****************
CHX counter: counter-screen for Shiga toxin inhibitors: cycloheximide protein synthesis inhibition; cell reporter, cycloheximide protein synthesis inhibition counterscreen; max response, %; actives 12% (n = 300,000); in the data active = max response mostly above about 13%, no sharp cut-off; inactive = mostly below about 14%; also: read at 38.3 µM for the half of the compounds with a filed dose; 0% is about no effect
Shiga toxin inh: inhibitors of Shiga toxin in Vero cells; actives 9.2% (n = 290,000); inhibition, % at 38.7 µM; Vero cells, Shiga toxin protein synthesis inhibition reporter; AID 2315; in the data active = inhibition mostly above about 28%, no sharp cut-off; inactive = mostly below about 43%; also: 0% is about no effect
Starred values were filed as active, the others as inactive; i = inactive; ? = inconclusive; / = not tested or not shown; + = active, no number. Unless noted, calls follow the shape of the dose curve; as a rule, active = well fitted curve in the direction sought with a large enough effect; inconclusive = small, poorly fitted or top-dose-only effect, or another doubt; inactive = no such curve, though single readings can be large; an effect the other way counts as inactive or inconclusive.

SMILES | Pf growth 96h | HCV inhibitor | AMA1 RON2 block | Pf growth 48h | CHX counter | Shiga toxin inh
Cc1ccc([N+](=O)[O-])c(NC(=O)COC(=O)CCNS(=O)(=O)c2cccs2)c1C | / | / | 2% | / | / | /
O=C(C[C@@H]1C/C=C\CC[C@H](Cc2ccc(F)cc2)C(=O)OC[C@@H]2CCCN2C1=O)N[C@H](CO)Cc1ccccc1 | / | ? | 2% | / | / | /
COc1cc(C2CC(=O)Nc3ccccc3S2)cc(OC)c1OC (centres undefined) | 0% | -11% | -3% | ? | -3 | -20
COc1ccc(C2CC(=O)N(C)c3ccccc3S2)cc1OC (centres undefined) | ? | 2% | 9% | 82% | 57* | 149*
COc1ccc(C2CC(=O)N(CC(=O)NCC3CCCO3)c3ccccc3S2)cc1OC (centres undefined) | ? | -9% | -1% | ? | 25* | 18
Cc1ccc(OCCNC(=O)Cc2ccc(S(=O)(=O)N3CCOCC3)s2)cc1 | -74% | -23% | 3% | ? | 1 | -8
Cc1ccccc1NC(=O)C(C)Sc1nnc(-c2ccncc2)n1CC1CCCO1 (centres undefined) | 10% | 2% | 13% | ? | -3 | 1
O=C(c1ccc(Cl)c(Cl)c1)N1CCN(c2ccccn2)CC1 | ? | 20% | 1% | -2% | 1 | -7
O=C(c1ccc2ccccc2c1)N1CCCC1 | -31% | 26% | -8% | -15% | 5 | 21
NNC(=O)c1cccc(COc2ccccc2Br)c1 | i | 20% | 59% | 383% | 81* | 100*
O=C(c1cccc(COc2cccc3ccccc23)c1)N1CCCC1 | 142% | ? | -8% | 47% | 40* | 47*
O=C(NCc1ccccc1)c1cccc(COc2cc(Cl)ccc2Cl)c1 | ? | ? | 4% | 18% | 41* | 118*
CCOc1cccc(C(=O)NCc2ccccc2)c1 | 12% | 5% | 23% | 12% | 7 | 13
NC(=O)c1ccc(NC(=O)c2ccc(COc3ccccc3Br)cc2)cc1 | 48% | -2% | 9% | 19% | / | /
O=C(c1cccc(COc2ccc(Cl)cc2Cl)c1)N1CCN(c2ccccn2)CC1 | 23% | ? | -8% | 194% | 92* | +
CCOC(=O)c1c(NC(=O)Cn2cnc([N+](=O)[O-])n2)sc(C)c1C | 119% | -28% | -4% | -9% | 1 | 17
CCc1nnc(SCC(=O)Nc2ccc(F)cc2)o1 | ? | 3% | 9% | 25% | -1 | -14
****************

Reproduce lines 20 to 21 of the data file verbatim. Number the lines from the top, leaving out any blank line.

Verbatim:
CCOC(=O)c1c(NC(=O)Cn2cnc([N+](=O)[O-])n2)sc(C)c1C | 119% | -28% | -4% | -9% | 1 | 17
CCc1nnc(SCC(=O)Nc2ccc(F)cc2)o1 | ? | 3% | 9% | 25% | -1 | -14